Rex didn’t start out like this: mellow, quiet, still. When he was a puppy, he tore through the house grabbing kleenex out of wastebaskets, toilet paper off the roll, discarded socks on the floor. Anything he could get his paws on, and his mouth around, was fair game. I thought I was prepared for Puppyhood. I bought books, supplies, tried to puppyproof the house, but ultimately, there was something I had to PUT into practice:
P – Patience
U – Understanding
T – Training
When that bundle of cute puppy-love was in my arms, I wanted to snuggle and hug him, but he wiggled and jiggled and squirmed. He wasn’t immediately the cuddler I had hoped for.
Was he being malicious when he nibbled on the remote control, gnawed up the wooden whirlybirds in the backyard, and chewed on his plastic foodbowls? Nah, he was just being a puppy.
I wanted a dog that would lie by my side at night and watch television with me, walk calmly at the end of his leash, and sit and stay when I told him to. But those instructions don’t come programmed into a puppy’s head like a computer loaded with software.
Okay, I’m not an expert when it comes to dogs, just an ordinary person who believes every dog should have a home. And I wasn’t about to give up on my capricious puppy even though he was a handful. Some of my fabulous Facebook friends commented on their own adventures with a young one:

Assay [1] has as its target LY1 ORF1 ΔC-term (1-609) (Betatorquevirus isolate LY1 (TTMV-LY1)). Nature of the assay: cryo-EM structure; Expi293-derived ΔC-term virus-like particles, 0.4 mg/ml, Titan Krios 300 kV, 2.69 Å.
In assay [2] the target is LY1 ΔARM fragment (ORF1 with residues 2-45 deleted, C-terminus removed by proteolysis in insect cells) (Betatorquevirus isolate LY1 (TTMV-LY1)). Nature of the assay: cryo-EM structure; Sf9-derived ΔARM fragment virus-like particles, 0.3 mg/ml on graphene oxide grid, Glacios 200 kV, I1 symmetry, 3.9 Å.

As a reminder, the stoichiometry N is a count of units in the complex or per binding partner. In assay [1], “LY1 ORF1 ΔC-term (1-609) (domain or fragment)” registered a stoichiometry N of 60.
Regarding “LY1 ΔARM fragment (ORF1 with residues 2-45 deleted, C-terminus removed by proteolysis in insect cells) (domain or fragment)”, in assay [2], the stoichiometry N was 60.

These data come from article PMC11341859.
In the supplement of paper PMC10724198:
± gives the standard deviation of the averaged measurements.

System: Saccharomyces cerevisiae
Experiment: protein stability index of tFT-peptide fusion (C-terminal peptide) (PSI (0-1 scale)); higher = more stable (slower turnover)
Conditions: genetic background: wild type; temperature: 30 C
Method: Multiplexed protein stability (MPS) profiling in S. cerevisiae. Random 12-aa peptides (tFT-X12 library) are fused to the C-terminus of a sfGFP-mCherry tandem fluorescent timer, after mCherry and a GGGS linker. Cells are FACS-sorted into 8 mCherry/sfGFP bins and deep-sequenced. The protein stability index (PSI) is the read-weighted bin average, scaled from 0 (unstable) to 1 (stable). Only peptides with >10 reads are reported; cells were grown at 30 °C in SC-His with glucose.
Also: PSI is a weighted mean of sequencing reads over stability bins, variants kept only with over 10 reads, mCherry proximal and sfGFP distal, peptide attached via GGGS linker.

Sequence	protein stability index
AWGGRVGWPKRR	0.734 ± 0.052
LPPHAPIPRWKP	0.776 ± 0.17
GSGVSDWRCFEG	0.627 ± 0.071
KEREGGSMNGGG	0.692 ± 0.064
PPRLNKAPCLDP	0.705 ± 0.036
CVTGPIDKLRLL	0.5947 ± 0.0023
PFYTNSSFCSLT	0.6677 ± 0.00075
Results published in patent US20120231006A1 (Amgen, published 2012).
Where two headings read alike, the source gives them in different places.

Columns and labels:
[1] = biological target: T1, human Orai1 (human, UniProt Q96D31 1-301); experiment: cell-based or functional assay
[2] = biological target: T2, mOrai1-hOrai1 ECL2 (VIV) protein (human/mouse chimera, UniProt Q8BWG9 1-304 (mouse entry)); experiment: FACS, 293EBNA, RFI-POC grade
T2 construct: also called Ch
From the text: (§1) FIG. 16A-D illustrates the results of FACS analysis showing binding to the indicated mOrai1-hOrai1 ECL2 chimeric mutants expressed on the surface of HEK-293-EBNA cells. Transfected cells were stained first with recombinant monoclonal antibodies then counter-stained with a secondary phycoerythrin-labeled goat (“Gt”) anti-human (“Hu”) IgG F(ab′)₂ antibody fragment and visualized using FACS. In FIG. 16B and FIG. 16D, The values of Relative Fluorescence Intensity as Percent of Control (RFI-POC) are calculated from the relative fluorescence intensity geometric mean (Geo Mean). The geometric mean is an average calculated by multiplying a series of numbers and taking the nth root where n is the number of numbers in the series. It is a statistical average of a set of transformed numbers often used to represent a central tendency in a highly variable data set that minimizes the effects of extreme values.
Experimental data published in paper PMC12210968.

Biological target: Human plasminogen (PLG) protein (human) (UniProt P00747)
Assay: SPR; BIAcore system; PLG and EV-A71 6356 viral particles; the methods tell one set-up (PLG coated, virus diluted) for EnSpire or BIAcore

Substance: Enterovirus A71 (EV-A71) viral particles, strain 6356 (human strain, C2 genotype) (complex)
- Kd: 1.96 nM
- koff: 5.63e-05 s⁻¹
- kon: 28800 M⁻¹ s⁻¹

“The ‘office puppy’ used to chew on the adding machine tape and get into the garbage by my desk. She’s two and a half now, and does a lot better with her chew toys.” Yvonne
“My 120 pound German Shepard ate my favorite Christmas ornament and buried enough of the kids’ socks to fill a landfill. When she turned two she became a well-behaved dog. Now she’s 11 and I miss her wild, ready-for-anything days!” Darlene
So what have YOU been through with your puppy? Maybe it was a long time ago, maybe it was only yesterday. Fill us in on how you survived puppyhood — it just might help others. Thanks!